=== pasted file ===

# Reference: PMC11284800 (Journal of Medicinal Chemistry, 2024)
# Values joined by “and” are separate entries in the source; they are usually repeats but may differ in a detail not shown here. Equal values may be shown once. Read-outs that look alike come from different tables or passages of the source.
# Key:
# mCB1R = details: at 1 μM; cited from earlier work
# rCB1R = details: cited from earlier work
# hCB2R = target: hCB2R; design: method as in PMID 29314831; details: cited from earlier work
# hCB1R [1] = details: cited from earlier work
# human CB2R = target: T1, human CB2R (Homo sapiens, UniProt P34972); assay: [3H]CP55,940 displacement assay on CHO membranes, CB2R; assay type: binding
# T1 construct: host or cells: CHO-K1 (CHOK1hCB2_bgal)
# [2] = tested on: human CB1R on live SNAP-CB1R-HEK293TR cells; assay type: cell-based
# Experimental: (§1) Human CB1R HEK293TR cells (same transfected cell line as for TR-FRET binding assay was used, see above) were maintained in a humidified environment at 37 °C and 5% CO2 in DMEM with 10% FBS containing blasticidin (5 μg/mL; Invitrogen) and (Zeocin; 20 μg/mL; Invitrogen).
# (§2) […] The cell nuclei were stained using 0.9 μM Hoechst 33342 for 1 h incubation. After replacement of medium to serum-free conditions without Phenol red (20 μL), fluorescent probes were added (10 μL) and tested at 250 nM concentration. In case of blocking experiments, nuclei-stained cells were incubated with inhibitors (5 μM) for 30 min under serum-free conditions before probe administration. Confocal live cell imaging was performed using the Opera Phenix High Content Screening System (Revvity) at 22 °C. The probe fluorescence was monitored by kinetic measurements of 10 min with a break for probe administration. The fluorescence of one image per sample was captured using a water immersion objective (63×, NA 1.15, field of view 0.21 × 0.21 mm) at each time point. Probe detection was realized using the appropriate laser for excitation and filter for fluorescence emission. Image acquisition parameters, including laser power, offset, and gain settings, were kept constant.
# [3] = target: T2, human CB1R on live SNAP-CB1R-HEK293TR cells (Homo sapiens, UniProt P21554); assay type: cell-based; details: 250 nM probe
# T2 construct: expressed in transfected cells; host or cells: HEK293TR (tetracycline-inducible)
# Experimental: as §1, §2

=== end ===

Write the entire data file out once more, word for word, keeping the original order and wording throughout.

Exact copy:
# Reference: PMC11284800 (Journal of Medicinal Chemistry, 2024)
# Values joined by “and” are separate entries in the source; they are usually repeats but may differ in a detail not shown here. Equal values may be shown once. Read-outs that look alike come from different tables or passages of the source.
# Key:
# mCB1R = details: at 1 μM; cited from earlier work
# rCB1R = details: cited from earlier work
# hCB2R = target: hCB2R; design: method as in PMID 29314831; details: cited from earlier work
# hCB1R [1] = details: cited from earlier work
# human CB2R = target: T1, human CB2R (Homo sapiens, UniProt P34972); assay: [3H]CP55,940 displacement assay on CHO membranes, CB2R; assay type: binding
# T1 construct: host or cells: CHO-K1 (CHOK1hCB2_bgal)
# [2] = tested on: human CB1R on live SNAP-CB1R-HEK293TR cells; assay type: cell-based
# Experimental: (§1) Human CB1R HEK293TR cells (same transfected cell line as for TR-FRET binding assay was used, see above) were maintained in a humidified environment at 37 °C and 5% CO2 in DMEM with 10% FBS containing blasticidin (5 μg/mL; Invitrogen) and (Zeocin; 20 μg/mL; Invitrogen).
# (§2) […] The cell nuclei were stained using 0.9 μM Hoechst 33342 for 1 h incubation. After replacement of medium to serum-free conditions without Phenol red (20 μL), fluorescent probes were added (10 μL) and tested at 250 nM concentration. In case of blocking experiments, nuclei-stained cells were incubated with inhibitors (5 μM) for 30 min under serum-free conditions before probe administration. Confocal live cell imaging was performed using the Opera Phenix High Content Screening System (Revvity) at 22 °C. The probe fluorescence was monitored by kinetic measurements of 10 min with a break for probe administration. The fluorescence of one image per sample was captured using a water immersion objective (63×, NA 1.15, field of view 0.21 × 0.21 mm) at each time point. Probe detection was realized using the appropriate laser for excitation and filter for fluorescence emission. Image acquisition parameters, including laser power, offset, and gain settings, were kept constant.
# [3] = target: T2, human CB1R on live SNAP-CB1R-HEK293TR cells (Homo sapiens, UniProt P21554); assay type: cell-based; details: 250 nM probe
# T2 construct: expressed in transfected cells; host or cells: HEK293TR (tetracycline-inducible)
# Experimental: as §1, §2